Client Spotlight: CodeSpeak Labs

Written by vChief

August 8, 2017

Interview with Jen Chiou, Founder, CodeSpeak Labs, jen[at]



Tell us about CodeSpeak Labs.

CodeSpeak Labs prepares youth to have an impact in the 21st century by teaching them the language of technology. We run computer programming classes in PreK-12 schools during and after school, and provide co-teaching and training services. Our newest initiative is CodeSpeak Books, a series of children’s books that aim to teach kids ages 2-6+ the fundamentals of computational thinking without a device! 


What motivated you to start this company?

My background is education and technology, and CodeSpeak Labs combines both. I didn’t learn any code until college. I went to Stanford and signed up for my first introductory class and felt totally overwhelmed. Just looking at the code on the screen gave me anxiety. Meanwhile, I looked over and I saw peers who were breezing through it—guys, primarily, who all learned how to do this much earlier on in life and were light years ahead. I want to get kids comfortable with code while they’re still sponges who are game to explore anything and everything. 


In 2015, I was living in New York City running a nonprofit tech startup. We were growing our tech team, offering a competitive salary plus the huge benefit of working for a startup with an amazing social mission; yet, it was ridiculously hard to recruit developers. It was also around that time that I became a mom. I had worked in education previously, but the need to update our education system came into an even sharper, personal focus. I wanted my kids—and all kids—to grow up with the ability to shape the technology-driven world that they’re growing up in, to be creators and leaders and not passive consumers.


Tell us about CodeSpeak Books. What motivated you to write a children’s book about coding, and what’s happening with the program now?

What really got me interested in writing a kid’s book is my oldest son, Maxwell. He’s 3 ½ years old and obsessed with reading. We read a dozen picture books a day. Every time I want to prepare him for something or teach him something, I always look for a book that can help get him ready—whether it’s potty training, preparing for a new baby, or going to school. So I thought what if we could make a picture book about coding?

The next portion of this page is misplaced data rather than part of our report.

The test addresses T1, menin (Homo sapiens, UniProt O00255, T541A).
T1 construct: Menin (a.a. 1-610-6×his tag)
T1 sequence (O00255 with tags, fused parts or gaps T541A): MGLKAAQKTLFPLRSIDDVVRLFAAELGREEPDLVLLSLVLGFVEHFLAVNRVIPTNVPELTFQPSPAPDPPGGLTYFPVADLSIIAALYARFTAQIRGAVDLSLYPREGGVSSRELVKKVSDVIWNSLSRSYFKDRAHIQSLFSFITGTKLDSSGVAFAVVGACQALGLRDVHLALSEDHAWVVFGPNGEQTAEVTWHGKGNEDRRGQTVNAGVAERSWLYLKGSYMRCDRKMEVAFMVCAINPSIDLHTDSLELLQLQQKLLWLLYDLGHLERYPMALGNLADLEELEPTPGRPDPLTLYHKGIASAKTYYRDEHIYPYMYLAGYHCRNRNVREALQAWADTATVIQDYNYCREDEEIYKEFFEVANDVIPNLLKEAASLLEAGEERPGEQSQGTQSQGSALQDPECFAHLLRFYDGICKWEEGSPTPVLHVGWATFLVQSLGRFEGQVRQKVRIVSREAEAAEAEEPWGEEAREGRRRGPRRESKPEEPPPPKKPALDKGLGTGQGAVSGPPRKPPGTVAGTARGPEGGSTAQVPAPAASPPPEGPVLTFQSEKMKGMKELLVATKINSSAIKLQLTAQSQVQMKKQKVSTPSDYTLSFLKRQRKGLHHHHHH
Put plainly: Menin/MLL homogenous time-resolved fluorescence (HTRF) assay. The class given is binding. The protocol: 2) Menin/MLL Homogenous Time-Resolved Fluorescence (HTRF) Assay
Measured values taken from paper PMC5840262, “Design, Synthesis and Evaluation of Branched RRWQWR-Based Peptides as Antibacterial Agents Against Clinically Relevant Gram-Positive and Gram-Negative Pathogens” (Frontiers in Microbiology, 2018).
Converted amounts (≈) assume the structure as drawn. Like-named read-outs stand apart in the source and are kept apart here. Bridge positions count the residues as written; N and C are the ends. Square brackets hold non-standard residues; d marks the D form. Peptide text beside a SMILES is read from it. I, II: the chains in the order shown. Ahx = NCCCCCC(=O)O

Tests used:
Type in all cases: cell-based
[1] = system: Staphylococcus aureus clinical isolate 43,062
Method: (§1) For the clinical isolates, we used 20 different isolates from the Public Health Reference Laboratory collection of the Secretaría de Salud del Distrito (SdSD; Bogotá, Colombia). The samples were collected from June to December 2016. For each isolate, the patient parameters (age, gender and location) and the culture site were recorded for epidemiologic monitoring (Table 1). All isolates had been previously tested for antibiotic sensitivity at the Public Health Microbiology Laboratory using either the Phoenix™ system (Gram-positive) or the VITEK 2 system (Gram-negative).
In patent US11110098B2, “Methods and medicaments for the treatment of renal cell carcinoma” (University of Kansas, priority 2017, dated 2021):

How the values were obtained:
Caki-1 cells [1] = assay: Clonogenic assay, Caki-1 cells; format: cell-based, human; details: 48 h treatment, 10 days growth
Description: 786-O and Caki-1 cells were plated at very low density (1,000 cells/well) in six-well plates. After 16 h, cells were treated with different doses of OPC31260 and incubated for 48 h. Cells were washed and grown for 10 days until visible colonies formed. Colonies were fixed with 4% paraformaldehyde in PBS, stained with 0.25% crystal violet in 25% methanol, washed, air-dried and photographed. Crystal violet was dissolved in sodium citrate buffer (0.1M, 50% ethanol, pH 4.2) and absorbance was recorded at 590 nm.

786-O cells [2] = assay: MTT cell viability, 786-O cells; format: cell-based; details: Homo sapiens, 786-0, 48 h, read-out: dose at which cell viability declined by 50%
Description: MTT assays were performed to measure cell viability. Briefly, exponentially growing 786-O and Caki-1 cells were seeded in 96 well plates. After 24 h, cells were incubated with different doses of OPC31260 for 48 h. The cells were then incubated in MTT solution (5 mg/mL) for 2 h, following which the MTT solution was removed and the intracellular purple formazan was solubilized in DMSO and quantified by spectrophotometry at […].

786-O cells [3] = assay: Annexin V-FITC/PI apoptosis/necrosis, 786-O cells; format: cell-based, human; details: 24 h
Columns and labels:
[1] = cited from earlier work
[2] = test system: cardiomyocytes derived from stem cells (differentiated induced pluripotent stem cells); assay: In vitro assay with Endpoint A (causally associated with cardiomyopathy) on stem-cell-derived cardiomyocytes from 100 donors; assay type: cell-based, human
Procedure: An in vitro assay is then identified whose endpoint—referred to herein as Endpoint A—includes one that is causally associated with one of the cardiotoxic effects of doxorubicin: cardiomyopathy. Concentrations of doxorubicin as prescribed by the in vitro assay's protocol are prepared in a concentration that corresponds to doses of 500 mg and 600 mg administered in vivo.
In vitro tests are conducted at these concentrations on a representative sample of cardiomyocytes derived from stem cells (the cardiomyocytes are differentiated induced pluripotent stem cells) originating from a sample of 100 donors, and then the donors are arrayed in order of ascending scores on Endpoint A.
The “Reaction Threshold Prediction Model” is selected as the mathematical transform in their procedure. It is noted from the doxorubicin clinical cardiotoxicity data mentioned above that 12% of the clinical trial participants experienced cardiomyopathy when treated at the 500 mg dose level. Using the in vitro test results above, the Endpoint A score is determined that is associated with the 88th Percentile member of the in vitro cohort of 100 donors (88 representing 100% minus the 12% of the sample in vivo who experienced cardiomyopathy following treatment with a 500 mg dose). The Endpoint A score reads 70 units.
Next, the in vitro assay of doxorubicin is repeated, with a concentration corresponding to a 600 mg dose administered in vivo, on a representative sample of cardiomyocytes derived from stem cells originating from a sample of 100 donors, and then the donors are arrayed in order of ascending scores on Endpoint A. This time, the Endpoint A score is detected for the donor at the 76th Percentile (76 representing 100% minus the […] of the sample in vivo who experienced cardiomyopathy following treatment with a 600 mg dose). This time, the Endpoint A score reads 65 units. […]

We launched a Kickstarter campaign to make these books available for children everywhere to enjoy and learn the basics of coding. It took less than eight hours to hit our goal. We then launched a stretch goal that would enable us to donate books to low-income after school centers around the country, and I’m happy to report that we’ve just hit that goal as well! [If you’re interested in pledging to this Kickstarter campaign, it will remain open until August 10. Donors can receive a free CodeSpeak book.]


Why is learning to code from a young age important and how do you reach children from all backgrounds?

Jobs in computer programming are among the fastest-growing and highest-paying opportunities in the world today, but 90% of schools do not offer any computer science classes. Computer science is the #1 major at top universities like Stanford and Princeton, and students who can code before college have a clear advantage.


One of the reasons we love working in schools during the school day is because we get to engage many kids who otherwise wouldn’t thinking coding is for them. Unfortunately, we find that when we have an after-school class that requires an opt-in, the vast majority of our students are boys, even at the elementary school level. Once the girls take a class, they get hooked! We need to actively get girls the opportunity.


That’s why CodeSpeak Books is for kids as young as 2. We need to get kids comfortable and excited about code early on in life, before they have any (false) notions about who would be good at it. Like learning a foreign language, it gets more intimidating the older you are. 


We’ve been fortunate to have company sponsors who’ve enabled us to work in areas where students and schools otherwise wouldn’t have access. For example, here’s a video showing a micro-internship program we ran with our corporate partner, Illuminate Education. We worked with the students on web development for a semester and then they got to work with real software engineers at Illuminate’s office for a week, building a real project. 


What successes have you seen so far?

In addition to our success with CodeSpeak Books, we’ll be in 30 locations across New York and California this year. In addition, we’ve been named the computer science provider for the Archdiocese of New York (the Catholic school district). You can see a video about our work with them here


What have been the challenges?

There have been lots of bumps and failed experiments along the way, but overall, I’ve been able to keep my cool with the support of vChief!

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